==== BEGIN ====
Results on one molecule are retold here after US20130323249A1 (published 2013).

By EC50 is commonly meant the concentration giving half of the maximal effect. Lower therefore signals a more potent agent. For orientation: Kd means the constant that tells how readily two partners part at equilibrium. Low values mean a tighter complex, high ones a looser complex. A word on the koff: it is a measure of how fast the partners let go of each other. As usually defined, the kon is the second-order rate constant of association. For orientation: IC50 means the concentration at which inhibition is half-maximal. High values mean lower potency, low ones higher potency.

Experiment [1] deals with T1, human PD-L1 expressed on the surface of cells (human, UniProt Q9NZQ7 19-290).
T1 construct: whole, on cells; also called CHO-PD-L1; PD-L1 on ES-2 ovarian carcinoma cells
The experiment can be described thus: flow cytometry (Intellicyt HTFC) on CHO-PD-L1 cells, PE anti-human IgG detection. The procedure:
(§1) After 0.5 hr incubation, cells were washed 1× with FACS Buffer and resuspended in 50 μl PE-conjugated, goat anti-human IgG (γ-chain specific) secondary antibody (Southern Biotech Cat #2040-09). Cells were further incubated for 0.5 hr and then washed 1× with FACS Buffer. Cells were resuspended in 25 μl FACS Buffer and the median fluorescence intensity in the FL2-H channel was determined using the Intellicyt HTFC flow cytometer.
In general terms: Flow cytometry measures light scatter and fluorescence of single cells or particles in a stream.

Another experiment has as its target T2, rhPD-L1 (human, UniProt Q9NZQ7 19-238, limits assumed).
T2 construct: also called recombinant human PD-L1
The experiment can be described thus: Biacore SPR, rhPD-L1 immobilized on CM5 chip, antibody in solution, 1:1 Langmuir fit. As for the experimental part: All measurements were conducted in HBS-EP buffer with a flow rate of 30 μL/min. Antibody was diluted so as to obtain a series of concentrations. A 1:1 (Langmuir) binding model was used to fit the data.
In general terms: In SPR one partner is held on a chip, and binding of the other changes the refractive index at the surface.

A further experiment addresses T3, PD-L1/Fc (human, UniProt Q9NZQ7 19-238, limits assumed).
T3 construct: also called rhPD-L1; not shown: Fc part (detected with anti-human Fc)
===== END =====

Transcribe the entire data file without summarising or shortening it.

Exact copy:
Results on one molecule are retold here after US20130323249A1 (published 2013).

By EC50 is commonly meant the concentration giving half of the maximal effect. Lower therefore signals a more potent agent. For orientation: Kd means the constant that tells how readily two partners part at equilibrium. Low values mean a tighter complex, high ones a looser complex. A word on the koff: it is a measure of how fast the partners let go of each other. As usually defined, the kon is the second-order rate constant of association. For orientation: IC50 means the concentration at which inhibition is half-maximal. High values mean lower potency, low ones higher potency.

Experiment [1] deals with T1, human PD-L1 expressed on the surface of cells (human, UniProt Q9NZQ7 19-290).
T1 construct: whole, on cells; also called CHO-PD-L1; PD-L1 on ES-2 ovarian carcinoma cells
The experiment can be described thus: flow cytometry (Intellicyt HTFC) on CHO-PD-L1 cells, PE anti-human IgG detection. The procedure:
(§1) After 0.5 hr incubation, cells were washed 1× with FACS Buffer and resuspended in 50 μl PE-conjugated, goat anti-human IgG (γ-chain specific) secondary antibody (Southern Biotech Cat #2040-09). Cells were further incubated for 0.5 hr and then washed 1× with FACS Buffer. Cells were resuspended in 25 μl FACS Buffer and the median fluorescence intensity in the FL2-H channel was determined using the Intellicyt HTFC flow cytometer.
In general terms: Flow cytometry measures light scatter and fluorescence of single cells or particles in a stream.

Another experiment has as its target T2, rhPD-L1 (human, UniProt Q9NZQ7 19-238, limits assumed).
T2 construct: also called recombinant human PD-L1
The experiment can be described thus: Biacore SPR, rhPD-L1 immobilized on CM5 chip, antibody in solution, 1:1 Langmuir fit. As for the experimental part: All measurements were conducted in HBS-EP buffer with a flow rate of 30 μL/min. Antibody was diluted so as to obtain a series of concentrations. A 1:1 (Langmuir) binding model was used to fit the data.
In general terms: In SPR one partner is held on a chip, and binding of the other changes the refractive index at the surface.

A further experiment addresses T3, PD-L1/Fc (human, UniProt Q9NZQ7 19-238, limits assumed).
T3 construct: also called rhPD-L1; not shown: Fc part (detected with anti-human Fc)